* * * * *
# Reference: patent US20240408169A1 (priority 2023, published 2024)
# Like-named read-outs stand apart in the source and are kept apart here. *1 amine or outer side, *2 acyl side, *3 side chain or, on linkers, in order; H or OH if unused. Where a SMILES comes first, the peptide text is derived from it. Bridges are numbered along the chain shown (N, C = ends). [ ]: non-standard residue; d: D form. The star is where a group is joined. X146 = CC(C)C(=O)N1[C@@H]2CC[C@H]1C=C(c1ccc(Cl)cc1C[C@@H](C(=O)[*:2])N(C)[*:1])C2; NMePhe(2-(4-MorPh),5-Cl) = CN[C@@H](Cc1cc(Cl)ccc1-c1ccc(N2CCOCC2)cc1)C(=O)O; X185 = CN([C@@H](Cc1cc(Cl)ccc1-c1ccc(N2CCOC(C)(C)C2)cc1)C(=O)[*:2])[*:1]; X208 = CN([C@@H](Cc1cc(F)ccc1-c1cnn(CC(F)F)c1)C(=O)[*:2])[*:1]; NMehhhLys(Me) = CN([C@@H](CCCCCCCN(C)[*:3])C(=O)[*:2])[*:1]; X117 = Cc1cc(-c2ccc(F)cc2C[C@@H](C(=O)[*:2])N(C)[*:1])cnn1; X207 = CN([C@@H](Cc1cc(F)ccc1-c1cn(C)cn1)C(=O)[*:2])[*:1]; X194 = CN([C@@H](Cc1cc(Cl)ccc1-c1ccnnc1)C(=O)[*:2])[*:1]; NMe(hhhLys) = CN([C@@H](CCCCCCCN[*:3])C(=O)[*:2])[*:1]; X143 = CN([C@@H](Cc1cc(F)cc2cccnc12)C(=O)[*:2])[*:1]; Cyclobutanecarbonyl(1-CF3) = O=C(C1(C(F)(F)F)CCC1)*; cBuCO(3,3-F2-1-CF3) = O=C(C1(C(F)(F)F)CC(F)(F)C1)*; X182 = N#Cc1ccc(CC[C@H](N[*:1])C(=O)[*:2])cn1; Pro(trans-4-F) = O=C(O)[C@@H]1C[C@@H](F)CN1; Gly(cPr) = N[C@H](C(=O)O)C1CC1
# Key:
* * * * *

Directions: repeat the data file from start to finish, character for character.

# Reference: patent US20240408169A1 (priority 2023, published 2024)
# Like-named read-outs stand apart in the source and are kept apart here. *1 amine or outer side, *2 acyl side, *3 side chain or, on linkers, in order; H or OH if unused. Where a SMILES comes first, the peptide text is derived from it. Bridges are numbered along the chain shown (N, C = ends). [ ]: non-standard residue; d: D form. The star is where a group is joined. X146 = CC(C)C(=O)N1[C@@H]2CC[C@H]1C=C(c1ccc(Cl)cc1C[C@@H](C(=O)[*:2])N(C)[*:1])C2; NMePhe(2-(4-MorPh),5-Cl) = CN[C@@H](Cc1cc(Cl)ccc1-c1ccc(N2CCOCC2)cc1)C(=O)O; X185 = CN([C@@H](Cc1cc(Cl)ccc1-c1ccc(N2CCOC(C)(C)C2)cc1)C(=O)[*:2])[*:1]; X208 = CN([C@@H](Cc1cc(F)ccc1-c1cnn(CC(F)F)c1)C(=O)[*:2])[*:1]; NMehhhLys(Me) = CN([C@@H](CCCCCCCN(C)[*:3])C(=O)[*:2])[*:1]; X117 = Cc1cc(-c2ccc(F)cc2C[C@@H](C(=O)[*:2])N(C)[*:1])cnn1; X207 = CN([C@@H](Cc1cc(F)ccc1-c1cn(C)cn1)C(=O)[*:2])[*:1]; X194 = CN([C@@H](Cc1cc(Cl)ccc1-c1ccnnc1)C(=O)[*:2])[*:1]; NMe(hhhLys) = CN([C@@H](CCCCCCCN[*:3])C(=O)[*:2])[*:1]; X143 = CN([C@@H](Cc1cc(F)cc2cccnc12)C(=O)[*:2])[*:1]; Cyclobutanecarbonyl(1-CF3) = O=C(C1(C(F)(F)F)CCC1)*; cBuCO(3,3-F2-1-CF3) = O=C(C1(C(F)(F)F)CC(F)(F)C1)*; X182 = N#Cc1ccc(CC[C@H](N[*:1])C(=O)[*:2])cn1; Pro(trans-4-F) = O=C(O)[C@@H]1C[C@@H](F)CN1; Gly(cPr) = N[C@H](C(=O)O)C1CC1
# Key: